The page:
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Neural crest stem cells from dental tissues: a new hope for dental and neural regeneration.

Ibarretxe G, Crende O, Aurrekoetxea M, García-Murga V, Etxaniz J, Unda F - Stem Cells Int (2012)

Bottom Line: However, endogenous adult sources of neural stem cells present major drawbacks, such as their scarcity and complicated obtention.In this context, EMSCs from dental tissues emerge as good alternative candidates, since they are preserved in adult human individuals, and retain both high proliferation ability and a neural-like phenotype in vitro.We will finally review some of the latest research featuring experimental approaches and benefits of dental stem cell therapy.

View Article: PubMed Central - PubMed

Affiliation: Department of Cell Biology and Histology, Faculty of Medicine and Dentistry, University of the Basque Country (UPV/EHU), 48940 Bizkaia, Leioa, Spain.

ABSTRACT
Several stem cell sources persist in the adult human body, which opens the doors to both allogeneic and autologous cell therapies. Tooth tissues have proven to be a surprisingly rich and accessible source of neural crest-derived ectomesenchymal stem cells (EMSCs), which may be employed to repair disease-affected oral tissues in advanced regenerative dentistry. Additionally, one area of medicine that demands intensive research on new sources of stem cells is nervous system regeneration, since this constitutes a therapeutic hope for patients affected by highly invalidating conditions such as spinal cord injury, stroke, or neurodegenerative diseases. However, endogenous adult sources of neural stem cells present major drawbacks, such as their scarcity and complicated obtention. In this context, EMSCs from dental tissues emerge as good alternative candidates, since they are preserved in adult human individuals, and retain both high proliferation ability and a neural-like phenotype in vitro. In this paper, we discuss some important aspects of tissue regeneration by cell therapy and point out some advantages that EMSCs provide for dental and neural regeneration. We will finally review some of the latest research featuring experimental approaches and benefits of dental stem cell therapy.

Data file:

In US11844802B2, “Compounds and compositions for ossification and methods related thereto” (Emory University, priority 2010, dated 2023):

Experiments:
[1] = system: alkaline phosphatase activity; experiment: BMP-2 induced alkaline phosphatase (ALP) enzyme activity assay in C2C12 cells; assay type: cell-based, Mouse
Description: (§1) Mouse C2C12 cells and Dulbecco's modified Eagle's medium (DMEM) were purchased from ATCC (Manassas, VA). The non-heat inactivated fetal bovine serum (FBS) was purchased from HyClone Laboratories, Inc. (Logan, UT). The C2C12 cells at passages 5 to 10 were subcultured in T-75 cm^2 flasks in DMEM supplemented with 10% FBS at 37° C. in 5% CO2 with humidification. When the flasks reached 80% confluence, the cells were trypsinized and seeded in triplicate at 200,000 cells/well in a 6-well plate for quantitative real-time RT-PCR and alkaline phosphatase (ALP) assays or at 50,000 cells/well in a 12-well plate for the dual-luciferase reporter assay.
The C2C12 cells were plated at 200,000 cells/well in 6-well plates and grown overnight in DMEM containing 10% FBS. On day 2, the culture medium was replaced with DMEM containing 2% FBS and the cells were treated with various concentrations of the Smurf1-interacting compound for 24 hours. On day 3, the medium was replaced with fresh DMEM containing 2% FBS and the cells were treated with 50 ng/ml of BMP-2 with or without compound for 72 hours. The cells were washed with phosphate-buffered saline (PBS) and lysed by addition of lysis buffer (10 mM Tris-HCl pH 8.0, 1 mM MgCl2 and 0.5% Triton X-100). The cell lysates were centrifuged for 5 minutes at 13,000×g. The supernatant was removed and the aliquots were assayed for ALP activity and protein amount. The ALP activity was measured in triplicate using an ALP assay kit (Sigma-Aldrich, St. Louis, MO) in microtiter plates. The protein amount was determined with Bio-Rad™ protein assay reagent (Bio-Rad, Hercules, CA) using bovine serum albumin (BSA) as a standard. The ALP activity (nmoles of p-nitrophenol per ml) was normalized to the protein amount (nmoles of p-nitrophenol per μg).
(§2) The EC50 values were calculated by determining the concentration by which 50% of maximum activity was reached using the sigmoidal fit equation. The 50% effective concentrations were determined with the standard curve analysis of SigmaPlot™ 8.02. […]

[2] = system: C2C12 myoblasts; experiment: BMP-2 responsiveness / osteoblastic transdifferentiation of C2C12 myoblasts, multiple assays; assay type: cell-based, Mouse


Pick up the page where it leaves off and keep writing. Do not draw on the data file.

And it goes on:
No MeSH data available.


Related in: MedlinePlus

Dental EMSCs express neural differentiation and pluripotency markers and can acquire a prominent neural-like morphology in vitro. Dental EMSCs isolated from dental pulp (DPSCs) form clonogenic adherent colonies (a), which present Nestin+ immunoreactivity (b) and from which equally Nestin+ migrating cells spread to eventually bring the culture plate to full confluency (c). Dental EMSCs also express pluripotency markers such as Oct-4, in the absence of any genetic or pharmacological manipulation (d). The cellular morphology and proliferation rates of dental EMSCs vary depending on the presence of FBS in the culture medium. DPSCs proliferate slowly in the absence of serum. Cells cultured without serum are equally Nestin+ but display very variable morphologies, including the appearance of cells with striking neuron-like shape, that show very thin and long cytoplasmic processes, resembling dendrites and axons (f, g). When DPSC are expanded for 3 weeks with 10% FBS, following another 3 weeks of serum deprivation, a sheet of nerve-like tissue is formed (h). Times after seeding: (a) 1 week; (e) 3 weeks; (h) 6 weeks (3 + 3); (b–d; f–g) double merged images of Nestin (green) and Oct-4 (red) immunolabeled cells, with DAPI (blue) introduced as a nuclear counterstain. Scale bars: 50 μm.
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fig2: Dental EMSCs express neural differentiation and pluripotency markers and can acquire a prominent neural-like morphology in vitro. Dental EMSCs isolated from dental pulp (DPSCs) form clonogenic adherent colonies (a), which present Nestin+ immunoreactivity (b) and from which equally Nestin+ migrating cells spread to eventually bring the culture plate to full confluency (c). Dental EMSCs also express pluripotency markers such as Oct-4, in the absence of any genetic or pharmacological manipulation (d). The cellular morphology and proliferation rates of dental EMSCs vary depending on the presence of FBS in the culture medium. DPSCs proliferate slowly in the absence of serum. Cells cultured without serum are equally Nestin+ but display very variable morphologies, including the appearance of cells with striking neuron-like shape, that show very thin and long cytoplasmic processes, resembling dendrites and axons (f, g). When DPSC are expanded for 3 weeks with 10% FBS, following another 3 weeks of serum deprivation, a sheet of nerve-like tissue is formed (h). Times after seeding: (a) 1 week; (e) 3 weeks; (h) 6 weeks (3 + 3); (b–d; f–g) double merged images of Nestin (green) and Oct-4 (red) immunolabeled cells, with DAPI (blue) introduced as a nuclear counterstain. Scale bars: 50 μm.